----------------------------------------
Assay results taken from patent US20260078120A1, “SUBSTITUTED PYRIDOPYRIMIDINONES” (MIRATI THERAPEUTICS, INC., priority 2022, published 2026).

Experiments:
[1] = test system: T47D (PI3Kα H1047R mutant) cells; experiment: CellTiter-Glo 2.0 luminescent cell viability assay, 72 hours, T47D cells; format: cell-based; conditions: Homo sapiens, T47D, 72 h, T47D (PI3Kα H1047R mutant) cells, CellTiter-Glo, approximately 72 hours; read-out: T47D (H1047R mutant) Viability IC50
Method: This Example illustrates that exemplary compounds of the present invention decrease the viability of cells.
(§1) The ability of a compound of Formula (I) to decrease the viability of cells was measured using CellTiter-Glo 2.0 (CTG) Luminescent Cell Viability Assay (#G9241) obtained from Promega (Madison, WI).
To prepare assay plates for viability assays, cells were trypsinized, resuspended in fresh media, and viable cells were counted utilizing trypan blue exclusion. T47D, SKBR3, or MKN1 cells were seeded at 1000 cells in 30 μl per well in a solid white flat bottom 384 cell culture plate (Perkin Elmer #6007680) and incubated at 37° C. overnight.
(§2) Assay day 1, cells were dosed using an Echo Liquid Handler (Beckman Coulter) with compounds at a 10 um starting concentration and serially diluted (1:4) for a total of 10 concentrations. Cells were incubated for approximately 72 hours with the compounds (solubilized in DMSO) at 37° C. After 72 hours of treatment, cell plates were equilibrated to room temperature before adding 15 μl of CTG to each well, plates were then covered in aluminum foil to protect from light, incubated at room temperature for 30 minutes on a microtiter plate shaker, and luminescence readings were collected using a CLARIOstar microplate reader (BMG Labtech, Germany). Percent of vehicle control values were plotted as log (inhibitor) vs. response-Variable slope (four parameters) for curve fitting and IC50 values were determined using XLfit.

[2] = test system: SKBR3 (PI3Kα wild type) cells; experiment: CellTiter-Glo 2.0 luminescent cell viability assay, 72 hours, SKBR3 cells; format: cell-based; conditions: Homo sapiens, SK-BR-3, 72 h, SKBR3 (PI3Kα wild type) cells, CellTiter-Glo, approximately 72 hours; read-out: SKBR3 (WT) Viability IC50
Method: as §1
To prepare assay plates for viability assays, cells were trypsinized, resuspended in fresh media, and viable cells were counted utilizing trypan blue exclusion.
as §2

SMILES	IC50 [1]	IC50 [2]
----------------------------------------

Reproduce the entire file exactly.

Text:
Assay results taken from patent US20260078120A1, “SUBSTITUTED PYRIDOPYRIMIDINONES” (MIRATI THERAPEUTICS, INC., priority 2022, published 2026).

Experiments:
[1] = test system: T47D (PI3Kα H1047R mutant) cells; experiment: CellTiter-Glo 2.0 luminescent cell viability assay, 72 hours, T47D cells; format: cell-based; conditions: Homo sapiens, T47D, 72 h, T47D (PI3Kα H1047R mutant) cells, CellTiter-Glo, approximately 72 hours; read-out: T47D (H1047R mutant) Viability IC50
Method: This Example illustrates that exemplary compounds of the present invention decrease the viability of cells.
(§1) The ability of a compound of Formula (I) to decrease the viability of cells was measured using CellTiter-Glo 2.0 (CTG) Luminescent Cell Viability Assay (#G9241) obtained from Promega (Madison, WI).
To prepare assay plates for viability assays, cells were trypsinized, resuspended in fresh media, and viable cells were counted utilizing trypan blue exclusion. T47D, SKBR3, or MKN1 cells were seeded at 1000 cells in 30 μl per well in a solid white flat bottom 384 cell culture plate (Perkin Elmer #6007680) and incubated at 37° C. overnight.
(§2) Assay day 1, cells were dosed using an Echo Liquid Handler (Beckman Coulter) with compounds at a 10 um starting concentration and serially diluted (1:4) for a total of 10 concentrations. Cells were incubated for approximately 72 hours with the compounds (solubilized in DMSO) at 37° C. After 72 hours of treatment, cell plates were equilibrated to room temperature before adding 15 μl of CTG to each well, plates were then covered in aluminum foil to protect from light, incubated at room temperature for 30 minutes on a microtiter plate shaker, and luminescence readings were collected using a CLARIOstar microplate reader (BMG Labtech, Germany). Percent of vehicle control values were plotted as log (inhibitor) vs. response-Variable slope (four parameters) for curve fitting and IC50 values were determined using XLfit.

[2] = test system: SKBR3 (PI3Kα wild type) cells; experiment: CellTiter-Glo 2.0 luminescent cell viability assay, 72 hours, SKBR3 cells; format: cell-based; conditions: Homo sapiens, SK-BR-3, 72 h, SKBR3 (PI3Kα wild type) cells, CellTiter-Glo, approximately 72 hours; read-out: SKBR3 (WT) Viability IC50
Method: as §1
To prepare assay plates for viability assays, cells were trypsinized, resuspended in fresh media, and viable cells were counted utilizing trypan blue exclusion.
as §2

SMILES	IC50 [1]	IC50 [2]